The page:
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China’s Inner Mongolia Quarantines Tourists Amid COVID-19 Resurgence

More than 2,000 tourists visiting China’s Inner Mongolia region have been sent to hotels to undergo two weeks of quarantine following the detection of new cases of COVID-19 in the area.

The move follows reports of an outbreak of COVID-19 in the vast, lightly populated region that attracts visitors with its mountains, lakes and grasslands.

An announcement from the regional government on Friday said 2,428 visitors had been placed under observation at hotels in the cities of Baotou and Ordos.

Service sector workers line up for a COVID-19 test during a mass testing at a site baring the words, “You and me on the road of civilization” in Beijing on Friday, following a spike of the coronavirus in the capital and other provinces. (AP Photo/Andy Wong)

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That came after successive reports of new cases of local infection in the region, with Inner Mongolia accounting for 19 of the 48 new cases of domestic transmission announced Friday.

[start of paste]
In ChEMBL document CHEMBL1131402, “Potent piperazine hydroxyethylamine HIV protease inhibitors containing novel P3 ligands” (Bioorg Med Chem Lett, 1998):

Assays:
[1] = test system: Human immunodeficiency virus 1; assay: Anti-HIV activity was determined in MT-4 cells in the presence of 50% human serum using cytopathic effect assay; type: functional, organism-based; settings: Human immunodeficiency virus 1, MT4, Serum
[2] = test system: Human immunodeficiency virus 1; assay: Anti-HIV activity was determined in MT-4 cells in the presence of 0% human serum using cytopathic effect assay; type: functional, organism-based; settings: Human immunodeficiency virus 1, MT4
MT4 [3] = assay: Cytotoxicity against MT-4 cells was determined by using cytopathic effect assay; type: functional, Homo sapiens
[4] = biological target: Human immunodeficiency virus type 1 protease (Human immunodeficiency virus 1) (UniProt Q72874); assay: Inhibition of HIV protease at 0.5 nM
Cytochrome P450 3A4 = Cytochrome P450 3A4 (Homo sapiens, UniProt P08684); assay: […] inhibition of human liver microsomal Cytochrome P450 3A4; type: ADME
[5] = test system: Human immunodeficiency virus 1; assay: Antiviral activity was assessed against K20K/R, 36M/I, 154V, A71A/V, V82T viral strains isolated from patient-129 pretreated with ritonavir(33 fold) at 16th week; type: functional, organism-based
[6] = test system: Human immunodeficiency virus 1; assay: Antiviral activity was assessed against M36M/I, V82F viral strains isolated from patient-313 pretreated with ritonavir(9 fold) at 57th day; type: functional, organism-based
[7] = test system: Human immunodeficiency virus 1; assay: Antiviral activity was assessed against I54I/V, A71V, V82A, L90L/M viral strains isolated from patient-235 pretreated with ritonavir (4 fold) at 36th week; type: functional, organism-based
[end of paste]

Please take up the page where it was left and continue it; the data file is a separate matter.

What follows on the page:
The quarantines are typical of the strict measures China has taken to control the pandemic, which also include mask wearing, electronic case tracing, mass testing, lockdowns and vaccinations.

In this aerial photo released by Xinhua News Agency, stranded self driving tourists prepare to leave Ejina Banner of Alxa League to head to quarantine hotels for two weeks, in northern China’s Inner Mongolia Autonomous Region on Thursday. (Wang Xuebing/Xinhua via AP)

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In the city of Lanzhou, in Gansu province bordering Inner Mongolia, millions of people have been largely confined to their homes over the past week after cases were detected there. Ten new cases were reported in the city on Friday.

A woman wearing a face mask to help curb the spread of the coronavirus walks through a line of masked service sector women waiting to receive a swab for the COVID-19 test during a mass testing in Beijing on Friday, following a spike of the coronavirus in the capital and other provincials. (AP Photo/Andy Wong)

China has reported 4,636 deaths among 91,665 cases of COVID-19 recorded in the country since the first infections were detected in the central Chinese city of Wuhan in late 2019.